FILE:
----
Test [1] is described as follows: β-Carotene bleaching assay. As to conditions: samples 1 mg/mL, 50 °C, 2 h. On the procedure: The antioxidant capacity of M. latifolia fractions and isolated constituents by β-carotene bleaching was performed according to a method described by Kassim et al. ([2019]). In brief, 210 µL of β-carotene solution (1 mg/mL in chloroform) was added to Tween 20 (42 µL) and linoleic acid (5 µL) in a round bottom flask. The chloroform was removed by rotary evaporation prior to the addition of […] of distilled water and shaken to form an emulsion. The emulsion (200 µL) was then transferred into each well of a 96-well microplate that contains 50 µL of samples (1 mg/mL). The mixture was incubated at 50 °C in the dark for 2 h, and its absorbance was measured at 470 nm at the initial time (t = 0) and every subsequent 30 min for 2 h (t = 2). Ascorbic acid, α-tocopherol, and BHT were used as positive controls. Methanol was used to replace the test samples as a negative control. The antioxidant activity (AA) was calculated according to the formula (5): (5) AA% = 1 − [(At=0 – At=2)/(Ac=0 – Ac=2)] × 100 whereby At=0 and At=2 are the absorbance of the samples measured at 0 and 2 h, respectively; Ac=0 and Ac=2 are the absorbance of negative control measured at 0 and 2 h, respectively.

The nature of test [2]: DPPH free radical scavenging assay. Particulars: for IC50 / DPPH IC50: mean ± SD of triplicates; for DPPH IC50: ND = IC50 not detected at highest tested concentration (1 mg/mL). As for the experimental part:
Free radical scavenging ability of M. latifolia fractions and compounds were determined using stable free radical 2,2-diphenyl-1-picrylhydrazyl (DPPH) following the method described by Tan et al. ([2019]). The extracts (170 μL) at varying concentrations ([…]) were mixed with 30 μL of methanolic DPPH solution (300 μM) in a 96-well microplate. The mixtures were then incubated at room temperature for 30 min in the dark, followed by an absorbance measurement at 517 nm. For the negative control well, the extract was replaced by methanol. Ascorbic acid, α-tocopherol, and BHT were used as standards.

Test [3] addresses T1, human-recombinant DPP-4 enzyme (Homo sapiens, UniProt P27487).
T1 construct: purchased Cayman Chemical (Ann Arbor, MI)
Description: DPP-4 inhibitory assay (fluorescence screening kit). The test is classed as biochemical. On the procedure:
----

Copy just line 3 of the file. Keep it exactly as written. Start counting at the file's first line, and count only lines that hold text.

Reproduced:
Free radical scavenging ability of M. latifolia fractions and compounds were determined using stable free radical 2,2-diphenyl-1-picrylhydrazyl (DPPH) following the method described by Tan et al. ([2019]). The extracts (170 μL) at varying concentrations ([…]) were mixed with 30 μL of methanolic DPPH solution (300 μM) in a 96-well microplate. The mixtures were then incubated at room temperature for 30 min in the dark, followed by an absorbance measurement at 517 nm. For the negative control well, the extract was replaced by methanol. Ascorbic acid, α-tocopherol, and BHT were used as standards.